oldest at the bottom. The layers are made of compacted SEDIMENT, which is produced by
weathering and EROSION.…read more

Page 5

Preview of page 5

Here's a taster:

Wegner also claimed that when two continents collided, they forced each other upwards to MAKE
MOUNTAINS.…read more

Page 6

Preview of page 6

Here's a taster:

The Earth's crust, together with the upper region of the mantle, consists of huge blocks of rock
Volcanoes, mountains and earthquakes occur at the edges of tectonic plates ­ their creation
depends on the direction the plates are moving.…read more

Page 7

Preview of page 7

Here's a taster:

EARTHQUAKES produce wave motions on the surface and inside the Earth which can be detected by
instruments located on the Earth's surface.
There are two types of shock waves: P ­ waves and S ­ waves. Differences in the speed of P ­ and
S- waves can be used to give evidence for the structure of the Earth.…read more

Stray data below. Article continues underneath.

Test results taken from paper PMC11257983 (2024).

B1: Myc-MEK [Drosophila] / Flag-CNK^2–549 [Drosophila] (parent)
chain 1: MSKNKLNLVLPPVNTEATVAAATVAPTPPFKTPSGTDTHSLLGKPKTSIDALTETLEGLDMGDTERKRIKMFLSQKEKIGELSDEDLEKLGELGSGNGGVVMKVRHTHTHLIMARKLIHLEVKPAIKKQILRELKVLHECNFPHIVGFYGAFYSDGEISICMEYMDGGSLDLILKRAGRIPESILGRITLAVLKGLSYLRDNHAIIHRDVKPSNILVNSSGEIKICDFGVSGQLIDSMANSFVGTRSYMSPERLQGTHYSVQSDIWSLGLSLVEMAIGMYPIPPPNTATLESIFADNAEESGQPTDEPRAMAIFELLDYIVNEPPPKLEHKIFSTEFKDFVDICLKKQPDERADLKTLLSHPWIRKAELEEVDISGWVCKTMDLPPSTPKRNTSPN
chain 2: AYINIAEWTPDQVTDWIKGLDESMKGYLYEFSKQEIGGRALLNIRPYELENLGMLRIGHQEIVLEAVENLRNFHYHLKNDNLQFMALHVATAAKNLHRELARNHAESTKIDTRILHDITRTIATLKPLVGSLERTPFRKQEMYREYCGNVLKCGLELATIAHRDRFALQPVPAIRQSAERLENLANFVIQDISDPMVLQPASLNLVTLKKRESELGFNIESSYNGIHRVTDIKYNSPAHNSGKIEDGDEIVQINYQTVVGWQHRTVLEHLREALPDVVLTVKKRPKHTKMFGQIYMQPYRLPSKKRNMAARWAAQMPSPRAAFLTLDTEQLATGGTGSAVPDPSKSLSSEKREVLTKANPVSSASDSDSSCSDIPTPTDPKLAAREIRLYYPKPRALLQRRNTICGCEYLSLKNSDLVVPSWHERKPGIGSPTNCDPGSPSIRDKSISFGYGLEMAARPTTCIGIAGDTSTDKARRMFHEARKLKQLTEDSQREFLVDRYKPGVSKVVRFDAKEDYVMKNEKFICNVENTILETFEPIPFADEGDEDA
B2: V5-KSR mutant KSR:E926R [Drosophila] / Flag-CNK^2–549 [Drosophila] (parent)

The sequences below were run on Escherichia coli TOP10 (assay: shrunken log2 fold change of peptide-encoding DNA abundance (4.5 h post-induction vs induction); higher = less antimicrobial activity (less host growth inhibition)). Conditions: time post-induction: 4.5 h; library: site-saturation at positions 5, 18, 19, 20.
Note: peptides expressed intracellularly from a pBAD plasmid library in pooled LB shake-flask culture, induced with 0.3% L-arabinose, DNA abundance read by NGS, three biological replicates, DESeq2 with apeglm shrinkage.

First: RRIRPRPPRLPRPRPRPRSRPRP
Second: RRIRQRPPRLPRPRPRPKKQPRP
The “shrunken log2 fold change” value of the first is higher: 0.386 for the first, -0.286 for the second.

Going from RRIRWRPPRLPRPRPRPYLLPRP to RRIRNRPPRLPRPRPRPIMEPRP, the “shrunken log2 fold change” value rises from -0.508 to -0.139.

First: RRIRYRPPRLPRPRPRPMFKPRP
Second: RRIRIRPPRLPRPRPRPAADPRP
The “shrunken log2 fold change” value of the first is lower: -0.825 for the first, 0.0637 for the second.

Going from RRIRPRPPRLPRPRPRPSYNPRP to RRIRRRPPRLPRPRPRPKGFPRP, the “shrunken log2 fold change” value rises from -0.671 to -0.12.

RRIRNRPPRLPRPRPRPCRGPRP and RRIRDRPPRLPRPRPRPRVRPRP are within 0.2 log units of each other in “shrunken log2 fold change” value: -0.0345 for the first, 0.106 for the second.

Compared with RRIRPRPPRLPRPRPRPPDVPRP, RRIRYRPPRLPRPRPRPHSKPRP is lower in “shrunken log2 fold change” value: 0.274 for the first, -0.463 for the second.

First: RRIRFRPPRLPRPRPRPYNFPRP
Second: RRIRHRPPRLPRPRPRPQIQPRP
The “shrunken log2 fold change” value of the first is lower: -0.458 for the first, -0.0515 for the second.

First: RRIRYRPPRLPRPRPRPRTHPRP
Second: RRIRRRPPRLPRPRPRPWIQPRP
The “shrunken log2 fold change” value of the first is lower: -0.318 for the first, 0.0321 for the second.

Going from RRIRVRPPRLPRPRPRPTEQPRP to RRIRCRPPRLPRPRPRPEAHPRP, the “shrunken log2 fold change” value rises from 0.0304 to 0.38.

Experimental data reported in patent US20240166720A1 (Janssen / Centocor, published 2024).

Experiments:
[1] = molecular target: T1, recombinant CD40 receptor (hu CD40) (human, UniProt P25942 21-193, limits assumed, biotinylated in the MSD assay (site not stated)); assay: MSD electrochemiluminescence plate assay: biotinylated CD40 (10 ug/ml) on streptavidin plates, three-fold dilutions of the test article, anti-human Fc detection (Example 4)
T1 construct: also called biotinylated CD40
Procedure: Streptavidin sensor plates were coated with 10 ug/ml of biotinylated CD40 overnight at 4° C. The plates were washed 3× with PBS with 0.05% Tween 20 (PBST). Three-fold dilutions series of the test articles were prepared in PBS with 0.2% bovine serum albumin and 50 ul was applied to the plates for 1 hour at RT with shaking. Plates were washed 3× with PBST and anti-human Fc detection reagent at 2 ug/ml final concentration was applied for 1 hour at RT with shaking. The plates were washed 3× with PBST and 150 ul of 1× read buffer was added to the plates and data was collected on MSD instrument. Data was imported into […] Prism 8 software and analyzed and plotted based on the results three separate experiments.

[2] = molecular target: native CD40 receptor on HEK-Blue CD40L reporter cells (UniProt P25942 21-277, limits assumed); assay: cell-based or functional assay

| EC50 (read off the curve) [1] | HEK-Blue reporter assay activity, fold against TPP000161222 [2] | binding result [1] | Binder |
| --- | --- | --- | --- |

Page 8

Preview of page 8

Here's a taster:

The distance travelled by a wave can be worked out using the formula:
Distance (metres) = Wave speed (metres per second m/s) x Time (seconds)
All waves have several important features:
Amplitude ­ The maximum disturbance caused by a wave. It is measured by the distance
from a crest or trough of the wave to the undisturbed position.
Wavelength ­ The distance between corresponding points on two adjacent cycles.
Frequency ­ the number of waves produced in one second. Frequency is measured in hertz
(Hz).…read more

Page 9

Preview of page 9

Here's a taster:

P2 ­ Radiation and life
P2.1 What types of electromagnetic radiation are there? What happens when radiation hits an